My wife has always wanted to have a fireplace in the home. That was her design “must have” when we decided to keep it. Before, we had a really big open family room, but we partially closed it off by adding a half wall with a recessed fireplace. We wanted the warm, welcoming fireplace to be the first thing you see when you walk into our home. We also wanted to create two separate family rooms with two separate vibes. The front room is supposed to be a relaxing, chill space where you can sit and read a book, play the guitar, or enjoy the fireplace. Whereas, the back room was for watching TV, couch surfing, and playing with our son. Additionally, my design “must have” was a custom bar that would really wow people when they saw it. I have a pretty extensive bourbon collection, and I needed a designated area to showcase all of the bottles. It also leads out to the back deck that we customized with a privacy fence, outdoor TV, and grill area. We wanted the look of a pergola while still being able to enjoy each other’s company within the privacy of our own backyard. 

 

If you had to do it all over again, are there any aspects of the design that you would change?

Well, for starters, I would pick a home that I didn’t want to originally flip. Don’t get me wrong, it’s a fantastic home, I just really wish a lot of it was more customized to me and my family’s needs. I would’ve liked to have added more pops of color and texture with our bathroom tile selection, as well as unique finishes in both the bathrooms and kitchen. I also think I would’ve chosen a different cabinet color for our kitchen. White was just the safe choice at the time. I also would’ve added more color with the kitchen island and backsplash. However, overall, I really love the layout of the space. The only change it needed was a half wall for the recessed fireplace, but that was only a minor addition. All in all, keeping this home was a great decision for me and my family.

 

Before and After Home Renovation Tour

Chicago kitchen remodeling

Before and After Home Renovation Tour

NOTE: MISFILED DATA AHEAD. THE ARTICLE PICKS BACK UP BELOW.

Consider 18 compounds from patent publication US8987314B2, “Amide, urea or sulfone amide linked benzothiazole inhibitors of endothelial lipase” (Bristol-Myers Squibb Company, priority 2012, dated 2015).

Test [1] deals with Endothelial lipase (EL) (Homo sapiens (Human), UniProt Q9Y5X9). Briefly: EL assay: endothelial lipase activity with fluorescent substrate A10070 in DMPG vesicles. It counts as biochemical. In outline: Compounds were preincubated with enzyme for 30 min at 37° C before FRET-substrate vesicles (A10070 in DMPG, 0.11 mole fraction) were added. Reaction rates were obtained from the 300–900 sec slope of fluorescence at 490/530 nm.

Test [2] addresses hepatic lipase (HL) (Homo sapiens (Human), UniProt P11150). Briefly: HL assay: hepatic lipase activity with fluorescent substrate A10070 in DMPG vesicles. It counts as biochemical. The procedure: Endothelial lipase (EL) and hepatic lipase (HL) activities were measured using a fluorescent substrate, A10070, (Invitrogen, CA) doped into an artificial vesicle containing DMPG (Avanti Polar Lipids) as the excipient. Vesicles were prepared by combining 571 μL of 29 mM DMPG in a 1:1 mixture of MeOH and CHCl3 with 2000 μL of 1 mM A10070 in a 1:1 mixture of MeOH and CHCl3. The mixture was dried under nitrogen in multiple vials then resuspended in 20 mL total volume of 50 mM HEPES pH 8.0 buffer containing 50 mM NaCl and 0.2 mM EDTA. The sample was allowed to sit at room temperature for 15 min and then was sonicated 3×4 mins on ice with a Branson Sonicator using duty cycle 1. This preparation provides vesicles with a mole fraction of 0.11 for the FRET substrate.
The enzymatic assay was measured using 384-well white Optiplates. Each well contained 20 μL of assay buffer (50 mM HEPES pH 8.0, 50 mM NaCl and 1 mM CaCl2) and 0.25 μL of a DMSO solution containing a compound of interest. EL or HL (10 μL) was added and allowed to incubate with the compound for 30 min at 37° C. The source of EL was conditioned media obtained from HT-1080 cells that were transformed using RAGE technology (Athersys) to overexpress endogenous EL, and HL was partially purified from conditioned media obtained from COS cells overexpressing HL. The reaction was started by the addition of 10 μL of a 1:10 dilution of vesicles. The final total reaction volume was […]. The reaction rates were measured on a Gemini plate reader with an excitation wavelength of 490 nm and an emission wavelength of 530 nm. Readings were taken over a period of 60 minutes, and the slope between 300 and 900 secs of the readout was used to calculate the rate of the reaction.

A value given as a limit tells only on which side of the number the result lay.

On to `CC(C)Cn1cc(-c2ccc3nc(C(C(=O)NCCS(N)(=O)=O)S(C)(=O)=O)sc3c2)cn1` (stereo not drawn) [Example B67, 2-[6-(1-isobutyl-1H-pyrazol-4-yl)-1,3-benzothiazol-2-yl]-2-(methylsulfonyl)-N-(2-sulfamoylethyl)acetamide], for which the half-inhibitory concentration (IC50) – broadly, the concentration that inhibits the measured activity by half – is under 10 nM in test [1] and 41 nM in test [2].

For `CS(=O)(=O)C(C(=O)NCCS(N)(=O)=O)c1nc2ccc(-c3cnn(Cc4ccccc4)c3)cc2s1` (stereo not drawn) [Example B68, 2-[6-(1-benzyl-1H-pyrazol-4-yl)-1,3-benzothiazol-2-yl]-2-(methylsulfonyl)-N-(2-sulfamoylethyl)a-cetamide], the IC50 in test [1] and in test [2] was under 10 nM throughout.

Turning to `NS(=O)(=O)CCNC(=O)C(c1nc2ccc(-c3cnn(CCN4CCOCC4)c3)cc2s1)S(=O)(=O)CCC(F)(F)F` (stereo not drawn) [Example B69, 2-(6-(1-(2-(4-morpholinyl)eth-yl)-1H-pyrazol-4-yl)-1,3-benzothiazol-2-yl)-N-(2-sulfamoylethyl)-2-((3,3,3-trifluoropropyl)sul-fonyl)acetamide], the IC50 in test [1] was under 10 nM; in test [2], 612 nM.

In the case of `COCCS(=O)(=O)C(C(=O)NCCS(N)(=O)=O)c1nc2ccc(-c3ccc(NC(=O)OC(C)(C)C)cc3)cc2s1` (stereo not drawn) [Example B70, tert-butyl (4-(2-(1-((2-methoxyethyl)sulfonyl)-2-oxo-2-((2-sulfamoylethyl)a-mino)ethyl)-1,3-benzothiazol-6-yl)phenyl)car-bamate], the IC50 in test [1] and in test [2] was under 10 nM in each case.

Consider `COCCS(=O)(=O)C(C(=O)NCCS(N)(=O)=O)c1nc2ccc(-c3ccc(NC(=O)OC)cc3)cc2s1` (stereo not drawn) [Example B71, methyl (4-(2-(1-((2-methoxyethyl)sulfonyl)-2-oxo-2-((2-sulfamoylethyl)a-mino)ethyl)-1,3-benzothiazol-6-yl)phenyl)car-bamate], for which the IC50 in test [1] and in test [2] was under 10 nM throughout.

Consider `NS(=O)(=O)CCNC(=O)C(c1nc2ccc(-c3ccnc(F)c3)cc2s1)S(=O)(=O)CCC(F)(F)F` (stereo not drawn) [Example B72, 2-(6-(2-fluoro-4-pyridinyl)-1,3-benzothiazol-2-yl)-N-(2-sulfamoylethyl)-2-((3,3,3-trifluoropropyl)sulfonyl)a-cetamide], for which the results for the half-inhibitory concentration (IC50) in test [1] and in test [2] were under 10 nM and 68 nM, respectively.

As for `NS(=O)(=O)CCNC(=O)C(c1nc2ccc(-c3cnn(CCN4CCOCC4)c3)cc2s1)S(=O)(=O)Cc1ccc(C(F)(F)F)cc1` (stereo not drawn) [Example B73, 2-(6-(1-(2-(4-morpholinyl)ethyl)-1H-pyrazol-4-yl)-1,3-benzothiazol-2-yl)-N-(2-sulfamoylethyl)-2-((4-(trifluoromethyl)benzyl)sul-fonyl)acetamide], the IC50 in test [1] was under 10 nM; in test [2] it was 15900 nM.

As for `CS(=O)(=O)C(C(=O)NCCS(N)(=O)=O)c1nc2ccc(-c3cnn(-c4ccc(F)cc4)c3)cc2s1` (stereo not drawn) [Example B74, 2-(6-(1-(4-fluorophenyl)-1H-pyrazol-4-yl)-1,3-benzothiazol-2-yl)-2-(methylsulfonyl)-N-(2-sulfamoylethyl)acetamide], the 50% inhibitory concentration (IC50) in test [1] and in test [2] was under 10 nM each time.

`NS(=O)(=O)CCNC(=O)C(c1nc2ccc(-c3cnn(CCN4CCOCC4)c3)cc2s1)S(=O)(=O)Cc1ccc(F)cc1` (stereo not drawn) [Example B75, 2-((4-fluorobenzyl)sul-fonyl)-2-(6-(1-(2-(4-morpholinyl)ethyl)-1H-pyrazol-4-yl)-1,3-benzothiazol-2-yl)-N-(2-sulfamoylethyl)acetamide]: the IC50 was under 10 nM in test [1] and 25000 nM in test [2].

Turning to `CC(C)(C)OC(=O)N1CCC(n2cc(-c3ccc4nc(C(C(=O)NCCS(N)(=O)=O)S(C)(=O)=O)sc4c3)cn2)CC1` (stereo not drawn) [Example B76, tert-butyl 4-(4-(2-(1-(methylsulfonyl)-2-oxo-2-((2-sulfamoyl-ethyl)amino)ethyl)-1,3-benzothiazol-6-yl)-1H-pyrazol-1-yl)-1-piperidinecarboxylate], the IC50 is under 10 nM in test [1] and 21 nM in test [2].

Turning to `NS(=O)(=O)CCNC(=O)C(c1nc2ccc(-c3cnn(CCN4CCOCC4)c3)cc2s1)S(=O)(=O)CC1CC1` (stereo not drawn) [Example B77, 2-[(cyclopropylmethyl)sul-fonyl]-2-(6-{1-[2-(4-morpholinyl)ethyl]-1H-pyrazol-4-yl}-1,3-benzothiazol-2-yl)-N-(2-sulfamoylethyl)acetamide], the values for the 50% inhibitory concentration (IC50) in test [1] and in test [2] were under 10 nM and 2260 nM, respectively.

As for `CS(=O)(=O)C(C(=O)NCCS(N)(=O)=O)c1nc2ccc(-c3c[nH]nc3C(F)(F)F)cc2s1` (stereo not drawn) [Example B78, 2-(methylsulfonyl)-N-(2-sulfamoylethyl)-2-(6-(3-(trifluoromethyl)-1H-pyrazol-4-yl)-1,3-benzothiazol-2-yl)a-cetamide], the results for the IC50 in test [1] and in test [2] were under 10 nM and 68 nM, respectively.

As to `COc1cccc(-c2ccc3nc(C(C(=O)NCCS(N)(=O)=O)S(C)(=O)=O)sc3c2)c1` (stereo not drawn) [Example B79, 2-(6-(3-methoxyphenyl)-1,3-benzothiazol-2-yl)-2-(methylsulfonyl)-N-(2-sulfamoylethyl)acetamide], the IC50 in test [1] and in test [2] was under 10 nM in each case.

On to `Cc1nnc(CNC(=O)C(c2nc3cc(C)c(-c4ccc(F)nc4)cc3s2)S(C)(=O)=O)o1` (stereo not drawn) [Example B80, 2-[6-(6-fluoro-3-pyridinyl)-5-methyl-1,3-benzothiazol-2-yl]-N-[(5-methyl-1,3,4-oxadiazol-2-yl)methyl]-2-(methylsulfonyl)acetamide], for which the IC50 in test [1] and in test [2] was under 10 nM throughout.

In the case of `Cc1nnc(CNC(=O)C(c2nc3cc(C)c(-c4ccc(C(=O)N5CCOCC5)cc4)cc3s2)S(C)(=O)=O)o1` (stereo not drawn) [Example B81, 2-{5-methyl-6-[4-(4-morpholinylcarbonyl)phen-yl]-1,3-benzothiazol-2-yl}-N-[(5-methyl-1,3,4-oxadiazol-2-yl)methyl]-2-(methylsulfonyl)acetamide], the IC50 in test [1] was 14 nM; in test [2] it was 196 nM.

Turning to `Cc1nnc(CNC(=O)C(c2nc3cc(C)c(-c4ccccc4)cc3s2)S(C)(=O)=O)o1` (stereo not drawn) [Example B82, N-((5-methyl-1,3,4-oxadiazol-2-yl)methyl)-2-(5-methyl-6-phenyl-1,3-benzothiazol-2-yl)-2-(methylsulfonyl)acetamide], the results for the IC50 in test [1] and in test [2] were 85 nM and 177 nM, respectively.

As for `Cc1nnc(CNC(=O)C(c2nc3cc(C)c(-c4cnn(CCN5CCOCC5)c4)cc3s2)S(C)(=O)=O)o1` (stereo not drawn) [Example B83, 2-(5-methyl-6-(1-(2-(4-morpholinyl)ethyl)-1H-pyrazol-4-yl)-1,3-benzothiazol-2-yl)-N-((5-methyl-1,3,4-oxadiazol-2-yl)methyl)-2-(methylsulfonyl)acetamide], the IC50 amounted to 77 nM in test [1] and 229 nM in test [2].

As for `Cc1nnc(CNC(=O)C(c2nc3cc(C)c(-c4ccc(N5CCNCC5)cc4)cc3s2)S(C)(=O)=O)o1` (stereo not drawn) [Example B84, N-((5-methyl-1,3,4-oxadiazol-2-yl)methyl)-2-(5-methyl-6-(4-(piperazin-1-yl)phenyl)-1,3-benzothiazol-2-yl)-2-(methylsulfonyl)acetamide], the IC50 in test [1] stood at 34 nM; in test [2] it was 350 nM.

Cool, Calm, and Collected

Chicago kitchen remodeling

The Details:

Investment: $250,000-$350,000

Designer: Ivana Stojanovska

Location: Oak Park, Illinois

In the past few years, Areté has really tried to expand business out to the surrounding suburbs of Chicago. Oak Park is one of those suburbs that we have kept our eye on. It is full of old Victorian-style homes that need just a little help staying up to date with the 21st century. Areté recognizes the importance of keeping the integrity of these homes while still catering to the modern needs of our clients. And, with that being said, we also recognize just how important architecture is to the history of Oak Park.

As the home of architect Frank Lloyd Wright from 1889-1909, Oak Park is the center of the Prairie School of Architecture, containing the largest concentration of Prairie-style homes in the country. Other important Prairie School architects worked in Oak Park, including John S. Van Bergen (born and raised in Oak Park), Tallmadge & Watson, and E. E. Roberts, who also made his home there.

Oak Park experienced a surge of residential development throughout the first part of the 20th Century, and its residential stock today comprises a wide range of styles. These include Victorian, Queen Anne, Prairie, bungalows, American Foursquares, Classical Revival, Tudor Revival, and numerous apartment buildings ranging from two-flats to large courtyard buildings, many embellished with architectural details of their period.

When a client came to us looking to renovate their English-style single-family home in Oak Park, we knew it would be a great opportunity to break into the market. The client’s main priorities were to turn the entire first floor into a modern living space while still keeping the charming features of the original architecture. You won’t believe the before and afters of this space below.

For starters, the home’s layout was very closed off. The dining room, kitchen, mudroom, and breakfast nook all had dividing walls between each room. The flow of the space started from the living room…

Oak Park Remodel1

 

Which then led to the dining room where we knew we wanted to expand the kitchen to. As you can see, the interior was a bit outdated with the floral wallpapers and salmon curtains.

Oak Park Kitchen Remodel

We decided it would be best to knock out the wall that separates the dining room from the kitchen(the wall behind the China cabinet). The wall is lined with cabinets from floor to ceiling, so we made sure to incorporate more storage elsewhere throughout the remodel. If you’re wondering where the fridge is, don’t worry, we asked that question, too. They had one, it’s just located out of the frame, close to where the photographer was standing.

Oak Park Kitchen Remodel